Sport on TV: Girls just want to have fun but there's 10,000 watching


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The Independent Online

The England women's victory in the Ashes was arguably more of an achievement than the men's. It was completed across all three formats of the game – a multi-tasking Ashes, something the menfolk would obviously be incapable of – and they had to win the urn back off an Australian team who were actually half-decent.

And yet there's still no equality at the top of the game. The men were allowed to sit around on the field and drink copious beers, and even queer the pitch with their effluent. But if the women had tried anything like that, they would have been summarily turfed off. Unlike the blokes, who were cavorting under cover of darkness, there would have been about 10,000 people watching the girls celebrate, because the men's T20 match was staged straight afterwards. The women weren't even allowed squatting rights in either sense of the word.

Both male and female England teams have turned themselves into highly professional outfits who are very focused on their goals. But while Cook's men have been accused of being attritional and, well, boring – a charge that was once laid at the door of women's cricket in general – Charlotte Edwards's side won the Ashes with a thrilling display at the Rose Bowl (Sky Sports Ashes, Thursday).

Lydia Greenway came in at 9 for 3 – "England are in complete disarray," squawked Paul Allott – and proceeded to hit reverse sweeps to the boundary off her fourth and fifth balls; for the sixth, she charged down the wicket and should have been stumped by a mile, but she survived. "I had to dig in with Charlotte, and we rebuilt," she said, and one wonders how she bats when she's not digging in.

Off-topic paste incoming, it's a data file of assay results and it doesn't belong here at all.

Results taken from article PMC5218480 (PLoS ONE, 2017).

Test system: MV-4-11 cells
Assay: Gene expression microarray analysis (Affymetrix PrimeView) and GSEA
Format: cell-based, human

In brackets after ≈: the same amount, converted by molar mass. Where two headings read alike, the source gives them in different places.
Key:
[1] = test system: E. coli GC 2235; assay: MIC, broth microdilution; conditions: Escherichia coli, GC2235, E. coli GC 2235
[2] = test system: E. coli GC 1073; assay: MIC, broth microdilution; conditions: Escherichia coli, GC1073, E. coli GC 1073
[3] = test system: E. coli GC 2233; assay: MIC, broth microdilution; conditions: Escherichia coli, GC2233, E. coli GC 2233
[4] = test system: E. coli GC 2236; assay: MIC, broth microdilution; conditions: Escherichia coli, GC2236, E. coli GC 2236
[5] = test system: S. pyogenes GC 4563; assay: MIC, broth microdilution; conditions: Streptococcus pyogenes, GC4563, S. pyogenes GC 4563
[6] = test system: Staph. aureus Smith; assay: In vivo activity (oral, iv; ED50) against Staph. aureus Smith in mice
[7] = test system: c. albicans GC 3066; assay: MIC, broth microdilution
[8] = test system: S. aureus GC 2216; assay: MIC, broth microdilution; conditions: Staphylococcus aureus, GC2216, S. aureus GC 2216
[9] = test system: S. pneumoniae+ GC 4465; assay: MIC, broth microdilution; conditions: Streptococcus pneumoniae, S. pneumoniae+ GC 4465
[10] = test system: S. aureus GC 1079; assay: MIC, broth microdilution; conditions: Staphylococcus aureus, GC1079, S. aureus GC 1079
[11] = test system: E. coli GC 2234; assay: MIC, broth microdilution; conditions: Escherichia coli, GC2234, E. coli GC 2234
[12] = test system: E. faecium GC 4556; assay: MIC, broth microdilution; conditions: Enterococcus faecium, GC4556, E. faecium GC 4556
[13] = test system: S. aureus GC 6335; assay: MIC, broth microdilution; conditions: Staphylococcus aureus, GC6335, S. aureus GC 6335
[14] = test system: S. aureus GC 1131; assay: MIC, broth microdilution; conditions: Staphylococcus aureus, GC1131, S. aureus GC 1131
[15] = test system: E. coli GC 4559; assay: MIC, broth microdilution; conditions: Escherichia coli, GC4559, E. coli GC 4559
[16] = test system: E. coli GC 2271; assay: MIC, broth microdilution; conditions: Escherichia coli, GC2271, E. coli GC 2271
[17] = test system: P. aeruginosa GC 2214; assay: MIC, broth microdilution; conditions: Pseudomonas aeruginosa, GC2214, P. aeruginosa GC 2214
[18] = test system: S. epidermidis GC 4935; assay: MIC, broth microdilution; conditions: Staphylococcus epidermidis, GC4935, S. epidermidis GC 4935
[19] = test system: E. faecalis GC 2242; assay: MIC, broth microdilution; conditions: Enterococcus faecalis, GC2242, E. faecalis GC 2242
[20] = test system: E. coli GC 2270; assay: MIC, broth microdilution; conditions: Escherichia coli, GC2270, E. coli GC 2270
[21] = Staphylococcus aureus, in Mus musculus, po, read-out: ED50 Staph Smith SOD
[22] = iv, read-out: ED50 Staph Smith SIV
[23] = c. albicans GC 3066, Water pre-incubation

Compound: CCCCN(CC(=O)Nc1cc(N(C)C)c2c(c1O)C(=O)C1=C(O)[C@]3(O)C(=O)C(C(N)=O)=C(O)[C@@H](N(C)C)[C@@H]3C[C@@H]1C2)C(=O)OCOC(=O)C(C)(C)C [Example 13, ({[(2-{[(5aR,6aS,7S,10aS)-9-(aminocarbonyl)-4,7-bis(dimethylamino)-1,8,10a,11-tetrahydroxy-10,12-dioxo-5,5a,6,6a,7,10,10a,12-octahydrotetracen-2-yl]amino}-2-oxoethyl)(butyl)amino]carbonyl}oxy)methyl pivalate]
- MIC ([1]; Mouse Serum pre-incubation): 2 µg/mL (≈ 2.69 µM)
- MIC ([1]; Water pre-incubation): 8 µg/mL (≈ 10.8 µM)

One refreshing aspect of the women's game is the lack of pouting and posturing. Danni Hazell dropped a sitter early in the match but she just kept smiling and laughing about it, and no one seemed to mind too much. No "double teapot" hands on hips, no glowering Stuart Broad among the broads. Then you realise that she's always got a big grin on her face.

That's not to say they don't get upset, though. When the batters are dismissed they can flounce off with the best of them – and somehow that huffy waddle is a lot more acceptable than when Kevin Pietersen does it.

Clare Connor, Edwards's predecessor as captain, was in the commentary box, and at the start of England's run-chase her voice was cracking with emotion. "I know what it means to them," she croaked as Allott waded in with some patriarchal patronising: "You're supposed to be impartial, you know. But we'll let you off."

Every male England captain can expect to become a commentator within minutes of announcing his retirement, and it doesn't take long for them to become jaded and cynical. So after a week that witnessed the passing of rugby's great enthusiast Cliff Morgan, it's good to know that the game still genuinely matters to some pundits.

* As if the Champions' League draw (Sky Sports News, Thursday) didn't go on too long anyway, Billy McNeill managed to drag it out even further by being unable to open the balls after he had got them out of the bowls. Luis Figo and Johan Cruyff must have been wondering who he was. He must have been a player, but his ball skills weren't up to much.

Jamie Redknapp was sporting a full beard for the draw, looking as if he had got stranded at the airport on some Thomson holiday that had gone horribly wrong. Perhaps he is aping Jeremy Paxman with the hirsute look in the hope that it will make his observations seem more acute and penetrating. But sadly it takes more than a bit of fluff on your chin, Jamie. Your analysis will never be razor-sharp.